Whatever Black's role there, Harlem Village has little in common with the average public school.
Kenny, who oversees 450 students, is paid $442,000, including a $140,000 "bonus" and $27,780 in "other" expenses.
The schools chancellor gets $250,000 to oversee 1.1 million students.
Many charter schools have a parent representative on their board. Harlem Village does not.
Bloomberg has called the school a national "poster child" for school reform. Conservative media mogul Rupert Murdoch gave $5 million toward construction of the new high school.
The school has been lauded nationally for its high test scores, including for pushing 100% of its eighth-graders to pass state math tests.
A look at the overall scores tells a different tale. In the last round of tests, like schools across New York, numbers dropped precipitously after the state made the tests tougher.
Schoolwide English test scores fell from 81% passing to 41%, while math dropped from 91% to 71%. And by eighth grade, the number of students taking the tests is a small fraction of the earlier grades.
The eighth grade with the 100% passing rate in math had 19 students.
'Why do they keep kids back?'
An unusually high number of younger students either drop out or are held back. In school year 2003-04, the year the school opened, only 48 of 73 fifth-graders made it to sixth grade. In school year 2006-07, 46 of 68 moved on; in 2007-08, just 40 of 76 fifth-graders made it to sixth grade.
Several parents praised the school for improving test scores and enforcing discipline but questioned why so many students were held back repeatedly.
"The school is good in some ways, but I don't like how they keep making so many kids stay back," one parent said. "There's a lot of pressure. If the school is as good as they say, then why do they keep the kids back?"
Higher grades fared better, although only 31 of 43 of the seventh-graders in 2006-07 made it to eighth grade and only 24 of that class went on to ninth, records show.
Harlem Village officials called the drop in overall test scores "irrelevant" because the school takes in low-performing students whose scores rise the longer they're at the school.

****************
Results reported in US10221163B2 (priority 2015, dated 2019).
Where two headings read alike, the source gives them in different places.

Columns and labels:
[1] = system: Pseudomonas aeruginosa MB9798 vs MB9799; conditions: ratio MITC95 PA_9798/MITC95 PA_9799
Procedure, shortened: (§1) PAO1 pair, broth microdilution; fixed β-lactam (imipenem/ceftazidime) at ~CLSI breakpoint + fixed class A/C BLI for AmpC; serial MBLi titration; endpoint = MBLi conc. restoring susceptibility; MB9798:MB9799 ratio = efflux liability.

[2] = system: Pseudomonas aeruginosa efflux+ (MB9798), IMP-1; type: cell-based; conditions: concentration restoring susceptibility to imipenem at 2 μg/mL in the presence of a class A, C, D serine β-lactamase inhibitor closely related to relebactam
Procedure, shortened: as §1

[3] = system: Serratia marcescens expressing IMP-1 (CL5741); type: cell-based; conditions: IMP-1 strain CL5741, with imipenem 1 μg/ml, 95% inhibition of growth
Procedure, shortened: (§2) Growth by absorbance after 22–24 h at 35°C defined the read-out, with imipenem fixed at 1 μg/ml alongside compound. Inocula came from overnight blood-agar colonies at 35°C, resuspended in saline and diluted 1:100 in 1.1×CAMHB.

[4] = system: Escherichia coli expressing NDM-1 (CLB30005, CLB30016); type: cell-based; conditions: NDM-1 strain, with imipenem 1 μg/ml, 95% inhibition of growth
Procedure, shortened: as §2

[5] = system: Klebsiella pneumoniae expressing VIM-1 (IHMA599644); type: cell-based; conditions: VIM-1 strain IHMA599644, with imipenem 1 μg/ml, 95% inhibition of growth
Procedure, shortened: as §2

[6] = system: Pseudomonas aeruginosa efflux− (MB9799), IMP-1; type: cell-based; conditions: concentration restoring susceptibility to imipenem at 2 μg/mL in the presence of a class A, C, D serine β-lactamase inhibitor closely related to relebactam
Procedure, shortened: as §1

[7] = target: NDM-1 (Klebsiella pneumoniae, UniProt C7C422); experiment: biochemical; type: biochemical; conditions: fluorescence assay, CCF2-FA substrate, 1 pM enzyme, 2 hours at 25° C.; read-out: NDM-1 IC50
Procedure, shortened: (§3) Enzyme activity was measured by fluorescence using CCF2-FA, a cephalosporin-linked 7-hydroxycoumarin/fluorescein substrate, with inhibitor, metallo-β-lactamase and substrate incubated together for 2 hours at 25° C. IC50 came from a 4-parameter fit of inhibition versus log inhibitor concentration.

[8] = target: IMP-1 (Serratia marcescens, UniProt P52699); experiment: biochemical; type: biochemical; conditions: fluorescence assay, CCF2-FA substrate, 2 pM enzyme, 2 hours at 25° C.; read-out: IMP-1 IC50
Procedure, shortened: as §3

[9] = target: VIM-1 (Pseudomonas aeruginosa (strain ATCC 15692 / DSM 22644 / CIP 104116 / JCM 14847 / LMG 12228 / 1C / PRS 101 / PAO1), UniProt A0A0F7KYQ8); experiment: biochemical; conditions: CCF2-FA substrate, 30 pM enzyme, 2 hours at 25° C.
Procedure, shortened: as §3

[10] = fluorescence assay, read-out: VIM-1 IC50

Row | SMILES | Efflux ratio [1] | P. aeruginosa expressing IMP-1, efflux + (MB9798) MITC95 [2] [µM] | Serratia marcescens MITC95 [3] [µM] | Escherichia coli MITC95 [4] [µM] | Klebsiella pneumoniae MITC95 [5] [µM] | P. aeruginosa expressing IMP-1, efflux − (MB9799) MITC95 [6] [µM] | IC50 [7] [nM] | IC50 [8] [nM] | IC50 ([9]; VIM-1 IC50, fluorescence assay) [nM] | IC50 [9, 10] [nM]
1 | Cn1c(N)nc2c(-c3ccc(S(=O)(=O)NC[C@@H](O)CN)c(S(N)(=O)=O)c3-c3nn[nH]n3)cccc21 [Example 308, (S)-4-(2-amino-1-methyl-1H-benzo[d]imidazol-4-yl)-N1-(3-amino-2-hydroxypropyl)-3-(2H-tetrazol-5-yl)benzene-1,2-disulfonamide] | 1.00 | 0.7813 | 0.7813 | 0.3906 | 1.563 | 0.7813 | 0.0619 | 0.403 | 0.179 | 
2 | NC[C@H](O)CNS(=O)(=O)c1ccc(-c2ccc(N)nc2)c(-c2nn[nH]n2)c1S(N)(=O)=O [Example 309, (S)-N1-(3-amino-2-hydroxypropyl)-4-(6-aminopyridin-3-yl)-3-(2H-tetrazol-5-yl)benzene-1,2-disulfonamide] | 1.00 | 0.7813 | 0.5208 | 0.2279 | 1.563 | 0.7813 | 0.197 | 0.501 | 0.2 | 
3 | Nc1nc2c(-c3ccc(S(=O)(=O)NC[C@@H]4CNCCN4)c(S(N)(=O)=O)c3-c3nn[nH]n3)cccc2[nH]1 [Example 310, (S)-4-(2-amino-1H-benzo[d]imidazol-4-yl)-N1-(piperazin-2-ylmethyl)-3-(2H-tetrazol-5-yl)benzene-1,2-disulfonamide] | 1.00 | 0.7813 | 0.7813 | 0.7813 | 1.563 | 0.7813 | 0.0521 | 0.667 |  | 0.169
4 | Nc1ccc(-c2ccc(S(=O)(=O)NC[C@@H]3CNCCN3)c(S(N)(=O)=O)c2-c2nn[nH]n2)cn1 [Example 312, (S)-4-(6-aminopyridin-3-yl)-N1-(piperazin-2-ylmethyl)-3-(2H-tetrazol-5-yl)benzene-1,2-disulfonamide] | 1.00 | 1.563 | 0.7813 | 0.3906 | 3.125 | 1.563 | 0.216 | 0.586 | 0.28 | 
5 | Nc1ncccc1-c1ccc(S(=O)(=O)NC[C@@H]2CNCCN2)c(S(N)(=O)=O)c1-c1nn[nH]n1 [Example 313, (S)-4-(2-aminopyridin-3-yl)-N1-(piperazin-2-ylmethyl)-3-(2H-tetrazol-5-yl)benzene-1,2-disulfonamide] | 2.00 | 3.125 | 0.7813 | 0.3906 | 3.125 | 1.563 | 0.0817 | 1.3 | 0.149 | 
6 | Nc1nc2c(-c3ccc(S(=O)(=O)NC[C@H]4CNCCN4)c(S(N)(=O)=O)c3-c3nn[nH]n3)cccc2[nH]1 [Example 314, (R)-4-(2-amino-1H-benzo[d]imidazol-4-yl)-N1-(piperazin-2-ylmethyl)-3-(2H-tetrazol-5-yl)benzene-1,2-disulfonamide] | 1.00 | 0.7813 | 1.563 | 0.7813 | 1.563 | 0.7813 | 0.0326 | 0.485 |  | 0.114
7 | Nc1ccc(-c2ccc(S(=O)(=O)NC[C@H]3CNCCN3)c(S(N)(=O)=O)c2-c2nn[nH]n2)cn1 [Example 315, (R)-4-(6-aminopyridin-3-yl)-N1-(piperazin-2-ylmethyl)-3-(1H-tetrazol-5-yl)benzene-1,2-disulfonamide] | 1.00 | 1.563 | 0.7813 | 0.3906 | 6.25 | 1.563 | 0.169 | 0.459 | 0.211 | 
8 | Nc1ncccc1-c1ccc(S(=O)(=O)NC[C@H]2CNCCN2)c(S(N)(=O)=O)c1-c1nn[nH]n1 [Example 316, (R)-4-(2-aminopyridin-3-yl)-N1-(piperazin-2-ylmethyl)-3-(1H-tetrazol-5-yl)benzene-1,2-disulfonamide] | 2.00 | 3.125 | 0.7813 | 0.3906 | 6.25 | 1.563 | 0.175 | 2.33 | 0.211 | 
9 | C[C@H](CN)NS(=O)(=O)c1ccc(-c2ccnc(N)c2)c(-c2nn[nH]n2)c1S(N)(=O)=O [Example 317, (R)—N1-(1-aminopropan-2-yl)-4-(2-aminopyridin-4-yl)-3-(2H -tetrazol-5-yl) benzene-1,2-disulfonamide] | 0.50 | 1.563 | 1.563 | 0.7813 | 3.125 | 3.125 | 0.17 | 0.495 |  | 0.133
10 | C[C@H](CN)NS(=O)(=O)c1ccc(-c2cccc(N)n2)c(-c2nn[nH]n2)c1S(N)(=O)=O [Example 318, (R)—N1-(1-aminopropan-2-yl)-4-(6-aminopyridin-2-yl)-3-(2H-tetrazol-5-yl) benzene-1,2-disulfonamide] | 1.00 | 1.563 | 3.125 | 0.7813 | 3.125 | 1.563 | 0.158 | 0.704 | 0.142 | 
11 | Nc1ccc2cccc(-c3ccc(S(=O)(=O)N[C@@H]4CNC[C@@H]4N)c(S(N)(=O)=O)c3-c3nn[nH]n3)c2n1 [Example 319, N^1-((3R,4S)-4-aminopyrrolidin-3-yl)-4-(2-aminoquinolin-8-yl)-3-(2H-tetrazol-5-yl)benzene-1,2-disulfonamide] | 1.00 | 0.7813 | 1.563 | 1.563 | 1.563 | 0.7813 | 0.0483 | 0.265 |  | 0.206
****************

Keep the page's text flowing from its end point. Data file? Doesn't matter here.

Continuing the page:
They also said the academy's high school students outperformed their public school peers, with 97% passing all Regents exams compared with 66% in public schools. They did not mention that the high school serves 163 students in ninth and tenth-grades only.
The middle school teacher turnover rate at Harlem Village Academies is also high: more than 50% of the teachers left or were fired in both the 2006-07 and 2007-08 school years. In 2008-09, the turnover was 25%; in 2009-10, the rate was up to 39%.
School officials said the reasons teachers leave are "wide-ranging," including teachers who "move out of state or become full-time mothers."
The school also punishes students at an exceptionally high rate. Harlem Village suspended half its students in school year 2005-06, 44% in 2006-07 and 62% in 2007-08.
By comparison, nearby Public School/Intermediate School 210 reported suspension rates of less than 5% in 2006-07 and 2007-08.
School officials said 95% of the suspensions were for "nonviolent behavior," including "teasing, cheating or disrespect."
High rates of students left back or dropping out of the school, exceptionally high rates of suspension, high teacher turnover rate and low test scores.
Gee, it sounds like a fabulous school and one we should certainly use as a model for education reform.
And of course so many of the "celebrities" in the education reform world have stated it is just that - from Bill Cosby to John Legend to Bob Herbert to Tiki Barber to unfortunately the most powerful ed deform celebrity of all - Barack Obama.
But the reality that underlies the hype is that Harlem Village Academies is no miracle shop and the people running it are no miracle workers.
Rather, it is an education sweatshop that runs through its workforce quicker than you can say "exploitation" and treats its students to an education that is designed to create even more feudal serfs for the future ready, willing and able to do whatever their corporate masters want them to do for whatever their corporate masters want to pay them and then go away quietly and compliantly when their corporate masters no longer want them.
And of course the people running the school pay themselves handsomely to do all this.